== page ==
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Friday, January 20, 2006

Old Media ,Content value & Future

As we noted recently, the intersections of online world with traditional media is setting the market on fire.As we can see:
- 2005 album sales were down 7% from the previous year while digital downloads of music doubled! U.S. album sales were down about 7% as 2005 drew to a close, but the budding market for music downloads, which more than doubled over last year, helped narrow the revenue gap.
- Big enough slice of the book reading public will opt for digital delivery and that will have a significant, disruptive effect on the entire industry.
- Hollywood took 7% less at the box office in 2005 than in 2004 and growth in sales of DVDs has slowed.

Recenty Dow Jones announced more profits from online compared to traditional media(This in my opinion reflects two things: Online making traditional media reach to larger people and rise of online world can't be resisted - better embrace it -Indications are that combined strength of both online and offline readership of WSJ is larger than traditional print media readership).Retailers can definitely experience that buyers of all trendy and unique things surf online, do their research before any purchase - In the online world through comparison shopping, targetted advertising, promotional schemes, personalisation and preference patterns all provide unique value that can potentially drive offline sale as well quite significantly. Add mobile technologies and online world - the combination can really create deep impact in the offline world.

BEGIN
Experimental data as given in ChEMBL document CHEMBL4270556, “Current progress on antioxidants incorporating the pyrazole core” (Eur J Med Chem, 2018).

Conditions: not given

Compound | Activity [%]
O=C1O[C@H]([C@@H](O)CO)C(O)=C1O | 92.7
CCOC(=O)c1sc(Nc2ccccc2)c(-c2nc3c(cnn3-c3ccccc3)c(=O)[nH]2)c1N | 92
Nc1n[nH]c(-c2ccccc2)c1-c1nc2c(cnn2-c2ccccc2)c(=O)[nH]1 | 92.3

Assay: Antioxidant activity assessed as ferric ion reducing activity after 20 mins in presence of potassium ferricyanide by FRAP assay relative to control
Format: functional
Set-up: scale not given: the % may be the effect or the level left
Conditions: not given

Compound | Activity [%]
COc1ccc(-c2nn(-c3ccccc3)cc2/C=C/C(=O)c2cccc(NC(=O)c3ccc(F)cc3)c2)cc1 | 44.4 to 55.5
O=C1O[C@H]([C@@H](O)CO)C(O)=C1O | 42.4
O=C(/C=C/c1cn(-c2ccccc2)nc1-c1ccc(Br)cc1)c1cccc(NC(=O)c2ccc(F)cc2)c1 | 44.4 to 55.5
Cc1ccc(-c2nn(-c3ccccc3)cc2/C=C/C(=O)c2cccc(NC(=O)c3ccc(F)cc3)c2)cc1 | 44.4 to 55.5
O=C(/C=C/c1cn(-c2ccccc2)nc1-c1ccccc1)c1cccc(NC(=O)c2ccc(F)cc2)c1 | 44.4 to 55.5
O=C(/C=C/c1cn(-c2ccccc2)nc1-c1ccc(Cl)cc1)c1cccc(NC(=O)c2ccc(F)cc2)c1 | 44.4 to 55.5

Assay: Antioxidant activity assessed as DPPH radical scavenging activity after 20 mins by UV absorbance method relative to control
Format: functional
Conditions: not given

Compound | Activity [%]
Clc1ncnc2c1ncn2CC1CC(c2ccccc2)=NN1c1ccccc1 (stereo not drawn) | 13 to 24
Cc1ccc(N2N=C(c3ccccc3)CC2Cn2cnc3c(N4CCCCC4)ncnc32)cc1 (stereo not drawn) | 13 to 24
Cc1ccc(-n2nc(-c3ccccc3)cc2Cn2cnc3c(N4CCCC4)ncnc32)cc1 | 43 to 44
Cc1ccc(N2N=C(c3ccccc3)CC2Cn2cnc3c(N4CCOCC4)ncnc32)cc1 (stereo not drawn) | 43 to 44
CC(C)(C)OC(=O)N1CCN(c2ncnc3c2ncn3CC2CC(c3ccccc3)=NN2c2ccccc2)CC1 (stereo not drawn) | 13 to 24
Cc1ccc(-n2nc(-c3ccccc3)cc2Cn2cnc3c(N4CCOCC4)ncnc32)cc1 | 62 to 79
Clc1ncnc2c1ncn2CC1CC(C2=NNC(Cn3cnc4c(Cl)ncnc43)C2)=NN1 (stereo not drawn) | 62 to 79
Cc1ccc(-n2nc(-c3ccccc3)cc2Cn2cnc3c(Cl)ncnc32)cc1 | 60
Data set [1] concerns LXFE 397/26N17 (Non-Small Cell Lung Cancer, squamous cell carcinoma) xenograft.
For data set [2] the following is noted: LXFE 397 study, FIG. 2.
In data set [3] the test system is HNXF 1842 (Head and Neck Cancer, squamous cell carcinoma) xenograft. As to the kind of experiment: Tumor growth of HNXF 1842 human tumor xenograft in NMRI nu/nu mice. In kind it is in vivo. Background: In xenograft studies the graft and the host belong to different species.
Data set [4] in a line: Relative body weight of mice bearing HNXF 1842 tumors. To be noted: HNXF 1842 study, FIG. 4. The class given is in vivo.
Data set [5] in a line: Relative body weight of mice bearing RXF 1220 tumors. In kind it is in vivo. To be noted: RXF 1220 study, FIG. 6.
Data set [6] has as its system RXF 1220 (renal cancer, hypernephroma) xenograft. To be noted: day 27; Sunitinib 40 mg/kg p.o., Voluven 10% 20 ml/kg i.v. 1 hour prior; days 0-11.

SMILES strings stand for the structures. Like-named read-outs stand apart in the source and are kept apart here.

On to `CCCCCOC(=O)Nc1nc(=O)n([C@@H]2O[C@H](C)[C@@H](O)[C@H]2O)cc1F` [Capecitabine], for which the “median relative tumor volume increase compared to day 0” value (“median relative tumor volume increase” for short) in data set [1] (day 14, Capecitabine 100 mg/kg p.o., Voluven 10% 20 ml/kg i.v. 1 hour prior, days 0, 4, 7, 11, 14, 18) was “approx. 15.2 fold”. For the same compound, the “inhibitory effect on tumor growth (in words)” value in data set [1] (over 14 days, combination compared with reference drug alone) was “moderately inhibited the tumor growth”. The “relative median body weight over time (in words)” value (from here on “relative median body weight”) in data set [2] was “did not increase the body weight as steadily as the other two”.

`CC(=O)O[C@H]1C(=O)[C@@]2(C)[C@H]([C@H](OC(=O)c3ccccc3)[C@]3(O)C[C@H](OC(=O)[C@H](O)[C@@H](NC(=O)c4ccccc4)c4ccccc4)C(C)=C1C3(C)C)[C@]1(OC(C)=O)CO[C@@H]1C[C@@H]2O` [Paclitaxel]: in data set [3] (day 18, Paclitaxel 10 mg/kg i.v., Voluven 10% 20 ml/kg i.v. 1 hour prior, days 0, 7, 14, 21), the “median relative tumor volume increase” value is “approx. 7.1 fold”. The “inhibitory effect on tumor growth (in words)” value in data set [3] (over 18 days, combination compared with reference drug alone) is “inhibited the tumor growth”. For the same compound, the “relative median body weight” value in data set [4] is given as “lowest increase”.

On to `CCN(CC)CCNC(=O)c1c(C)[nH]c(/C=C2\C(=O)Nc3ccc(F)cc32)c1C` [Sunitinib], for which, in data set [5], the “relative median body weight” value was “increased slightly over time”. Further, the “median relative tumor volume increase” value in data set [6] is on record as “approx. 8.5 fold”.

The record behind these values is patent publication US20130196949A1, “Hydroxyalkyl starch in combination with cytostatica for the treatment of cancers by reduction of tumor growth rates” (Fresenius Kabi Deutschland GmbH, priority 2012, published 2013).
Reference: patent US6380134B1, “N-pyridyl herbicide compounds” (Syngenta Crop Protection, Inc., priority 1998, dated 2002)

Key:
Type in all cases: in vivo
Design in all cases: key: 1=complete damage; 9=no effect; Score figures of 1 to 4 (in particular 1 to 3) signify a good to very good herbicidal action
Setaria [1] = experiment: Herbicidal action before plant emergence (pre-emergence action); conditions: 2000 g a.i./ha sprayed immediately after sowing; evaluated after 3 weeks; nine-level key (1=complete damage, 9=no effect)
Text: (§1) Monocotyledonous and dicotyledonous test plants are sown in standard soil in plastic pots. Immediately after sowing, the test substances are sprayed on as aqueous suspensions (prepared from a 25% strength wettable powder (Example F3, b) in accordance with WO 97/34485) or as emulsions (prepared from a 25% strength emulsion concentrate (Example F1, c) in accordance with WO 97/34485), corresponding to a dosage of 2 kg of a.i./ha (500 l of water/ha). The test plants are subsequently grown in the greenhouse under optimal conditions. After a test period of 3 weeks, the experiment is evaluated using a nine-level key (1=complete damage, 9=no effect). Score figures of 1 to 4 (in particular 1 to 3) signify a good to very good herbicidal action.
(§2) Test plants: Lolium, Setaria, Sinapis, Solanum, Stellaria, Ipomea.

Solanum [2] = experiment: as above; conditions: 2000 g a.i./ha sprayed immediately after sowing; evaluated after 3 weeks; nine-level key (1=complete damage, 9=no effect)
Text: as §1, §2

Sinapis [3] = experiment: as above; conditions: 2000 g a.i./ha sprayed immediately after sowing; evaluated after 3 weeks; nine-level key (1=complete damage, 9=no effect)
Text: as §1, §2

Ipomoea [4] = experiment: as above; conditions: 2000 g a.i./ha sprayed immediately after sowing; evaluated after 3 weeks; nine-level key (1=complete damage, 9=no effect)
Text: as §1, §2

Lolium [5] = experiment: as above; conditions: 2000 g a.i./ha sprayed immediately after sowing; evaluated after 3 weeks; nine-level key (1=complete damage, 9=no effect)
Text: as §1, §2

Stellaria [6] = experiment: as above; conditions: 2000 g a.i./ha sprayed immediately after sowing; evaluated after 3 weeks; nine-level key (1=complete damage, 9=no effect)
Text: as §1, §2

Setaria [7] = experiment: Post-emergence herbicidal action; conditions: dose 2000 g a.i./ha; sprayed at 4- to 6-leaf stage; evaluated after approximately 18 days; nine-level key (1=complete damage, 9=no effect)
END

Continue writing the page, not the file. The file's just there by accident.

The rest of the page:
As the Economist sees it, media companies are suffering intense pain—and it is starting to seem worryingly permanent. Old media shares are losing marketcap heavily. One investor, who recently moved two-thirds of his $1 billion fund out of American media and into emerging-market companies, moans that “the market thinks something's going to get them, whether it's piracy, personal video recorders, or Google. The big groups have seen their newspapers and magazines lose readers and advertising to the internet; their music businesses suffer piracy and falling sales; and someone else's video games captivate new generations of consumers. Now come fears about film and TV, the bedrock of their business.
Prescription for success : The internet is still in the digital equivalent of the silent-film era. It has been formidable for text, still images and music, but is only now, with broadband access, entering an age of high-quality video. Yet, if Hollywood teaches one thing, it is that stories can be re-made and dreams can come true. Rather as big retailers, including Wal-Mart and Tesco, have discovered advantages online, so too will big media companies - thats the hope.As I wrote recently the internet's effect on the traditional world is just getting felt and more would follow.

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Sadagopan's Weblog on Emerging Technologies, Trends,Thoughts, Ideas & Cyberworld
"All views expressed are my personal views are not related in any way to my employer"